Monday, January 09, 2006

Interview Tips and Tricks

I wish I had some tips and tricks for interviewing that I could share. I only have my experience to back me up when I'm in a corner.

I've had a need for more resources since July 2005 for my current project.

Now, after interviewing day and night, I have found the exact match for my team and have hired them.

I didn't conduct hundreds of interviews. We have recruiters here that take care of the initial screening. I received the resumes of the people who made it through round 1, 2 and 3.

So, what makes my interviews so difficult?

Before we go into that, let me rant... I always hear from past work colleagues, that if anything "ever" opens up, give me a call, I'd love to work with you again. Well, timing seems to always be against these kind of arrangements. I called no less than six colleagues who had expressed a more than serious interest, but no luck.

Also, there's nothing better than hiring someone with a positive track record. On that note, let me thank Wayne Leishman once again for referring one of my recent hires. She's dynamite. More please!

Back to difficult interviews...

These are technical interviews. Each person is different and the range of experience and exposure among professionals can be challenging. Trying to determine if there is a fit can be very difficult, because no one ever fits the "perfect" list of must-haves or nice-to-haves.

Resume padding also plays a role. It's gotten much worse over the last year or so. You wouldn't believe how many years experience someone has or how many systems they've deployed. But, if you question carefully enough, you discover that many of these claims are bogus. I am skeptical of the technical professional who claims to have worked on 500 integrations in six weeks.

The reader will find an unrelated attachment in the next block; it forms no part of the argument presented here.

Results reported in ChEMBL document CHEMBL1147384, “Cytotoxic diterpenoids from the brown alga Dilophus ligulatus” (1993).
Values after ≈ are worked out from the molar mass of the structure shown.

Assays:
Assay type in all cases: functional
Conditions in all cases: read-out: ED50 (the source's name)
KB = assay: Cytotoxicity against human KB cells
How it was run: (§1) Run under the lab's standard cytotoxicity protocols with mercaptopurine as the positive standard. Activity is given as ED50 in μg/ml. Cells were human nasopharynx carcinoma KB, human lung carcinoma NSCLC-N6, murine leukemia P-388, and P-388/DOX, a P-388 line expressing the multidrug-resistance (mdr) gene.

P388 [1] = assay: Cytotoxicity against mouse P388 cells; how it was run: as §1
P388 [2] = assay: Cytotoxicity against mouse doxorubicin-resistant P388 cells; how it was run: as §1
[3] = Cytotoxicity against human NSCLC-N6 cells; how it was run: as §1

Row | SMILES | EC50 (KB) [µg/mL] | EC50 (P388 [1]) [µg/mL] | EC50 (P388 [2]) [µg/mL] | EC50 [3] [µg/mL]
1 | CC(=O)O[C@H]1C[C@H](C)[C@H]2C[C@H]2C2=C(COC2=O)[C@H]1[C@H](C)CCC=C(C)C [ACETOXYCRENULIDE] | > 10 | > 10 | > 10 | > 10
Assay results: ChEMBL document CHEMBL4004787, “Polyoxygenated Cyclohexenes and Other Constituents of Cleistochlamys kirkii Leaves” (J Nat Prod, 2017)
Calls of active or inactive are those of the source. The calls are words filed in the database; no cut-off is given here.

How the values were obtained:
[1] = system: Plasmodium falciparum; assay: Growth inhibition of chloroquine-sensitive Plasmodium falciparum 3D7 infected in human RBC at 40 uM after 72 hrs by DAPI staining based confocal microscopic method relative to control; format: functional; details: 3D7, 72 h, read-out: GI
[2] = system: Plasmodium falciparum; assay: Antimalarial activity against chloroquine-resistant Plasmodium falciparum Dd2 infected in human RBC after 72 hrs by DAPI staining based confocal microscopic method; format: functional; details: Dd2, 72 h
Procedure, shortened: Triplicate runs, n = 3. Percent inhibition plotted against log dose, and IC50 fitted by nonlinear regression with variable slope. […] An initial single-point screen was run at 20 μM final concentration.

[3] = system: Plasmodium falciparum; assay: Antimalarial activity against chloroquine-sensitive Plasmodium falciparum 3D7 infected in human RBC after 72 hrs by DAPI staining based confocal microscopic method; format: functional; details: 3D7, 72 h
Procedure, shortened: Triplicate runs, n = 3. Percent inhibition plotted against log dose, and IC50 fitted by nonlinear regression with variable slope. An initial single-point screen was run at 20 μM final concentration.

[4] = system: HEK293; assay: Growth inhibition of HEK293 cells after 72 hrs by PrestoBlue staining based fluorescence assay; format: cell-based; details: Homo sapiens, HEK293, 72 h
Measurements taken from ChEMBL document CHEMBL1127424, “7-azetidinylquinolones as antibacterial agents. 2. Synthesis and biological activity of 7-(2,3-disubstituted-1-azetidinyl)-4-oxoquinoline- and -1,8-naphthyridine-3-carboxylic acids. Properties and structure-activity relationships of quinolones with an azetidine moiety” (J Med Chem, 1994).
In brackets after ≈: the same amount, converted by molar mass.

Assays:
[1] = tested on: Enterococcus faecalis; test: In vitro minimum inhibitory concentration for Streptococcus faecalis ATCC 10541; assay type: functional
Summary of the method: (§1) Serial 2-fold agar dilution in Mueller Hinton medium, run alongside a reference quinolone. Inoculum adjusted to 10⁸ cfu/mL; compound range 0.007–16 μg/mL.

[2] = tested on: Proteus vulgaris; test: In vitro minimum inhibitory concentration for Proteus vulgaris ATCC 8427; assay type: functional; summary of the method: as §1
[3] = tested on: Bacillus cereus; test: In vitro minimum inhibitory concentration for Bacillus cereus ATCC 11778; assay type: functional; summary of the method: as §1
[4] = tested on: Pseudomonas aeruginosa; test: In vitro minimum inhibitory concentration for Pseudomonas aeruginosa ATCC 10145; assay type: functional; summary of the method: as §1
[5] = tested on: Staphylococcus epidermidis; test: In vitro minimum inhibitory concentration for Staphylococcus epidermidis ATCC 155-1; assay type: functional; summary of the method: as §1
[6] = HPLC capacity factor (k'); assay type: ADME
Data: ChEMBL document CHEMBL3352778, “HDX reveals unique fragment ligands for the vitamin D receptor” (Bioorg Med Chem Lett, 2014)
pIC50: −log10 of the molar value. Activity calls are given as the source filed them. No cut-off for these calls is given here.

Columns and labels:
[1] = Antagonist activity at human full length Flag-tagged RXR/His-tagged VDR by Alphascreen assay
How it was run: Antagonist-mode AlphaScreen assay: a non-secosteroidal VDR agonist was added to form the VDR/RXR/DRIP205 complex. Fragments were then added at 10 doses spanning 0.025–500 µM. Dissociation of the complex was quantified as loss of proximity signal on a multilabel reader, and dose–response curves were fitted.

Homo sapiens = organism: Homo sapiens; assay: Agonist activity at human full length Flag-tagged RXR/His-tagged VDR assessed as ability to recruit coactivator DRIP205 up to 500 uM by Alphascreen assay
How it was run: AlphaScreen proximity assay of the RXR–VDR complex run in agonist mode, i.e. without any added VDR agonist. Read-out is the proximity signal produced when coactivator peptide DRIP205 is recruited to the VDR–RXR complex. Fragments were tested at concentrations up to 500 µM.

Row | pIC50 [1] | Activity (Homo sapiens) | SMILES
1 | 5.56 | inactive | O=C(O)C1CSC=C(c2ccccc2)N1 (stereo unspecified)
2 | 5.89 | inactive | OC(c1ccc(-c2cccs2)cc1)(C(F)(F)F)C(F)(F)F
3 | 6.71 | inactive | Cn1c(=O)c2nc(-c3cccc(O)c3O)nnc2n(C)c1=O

I get a kick out of the people who claim to be architects but have never led a project or provide any meaningful proof that they have system design or architectural experience under their belt.

It takes me less than five minutes to determine if you can walk the walk when it comes to webMethods.

Ah, but this is just the technical facet.

Next, I look into whether your soft skills or people skills are developed to a level that I can turn you loose with a client. I need people that I can trust to do the right thing. Only experience will give you these assets.

Finally, I try to determine if you can fit into our team up to and including the company vision. This isn't always easy since many of the candidates do not have big 4 experience.

This gets you past the technical and team interviews, although I often pass a candidate over to a colleague to verify my findings.

At least for now, I no longer have to interview and interview and interview.


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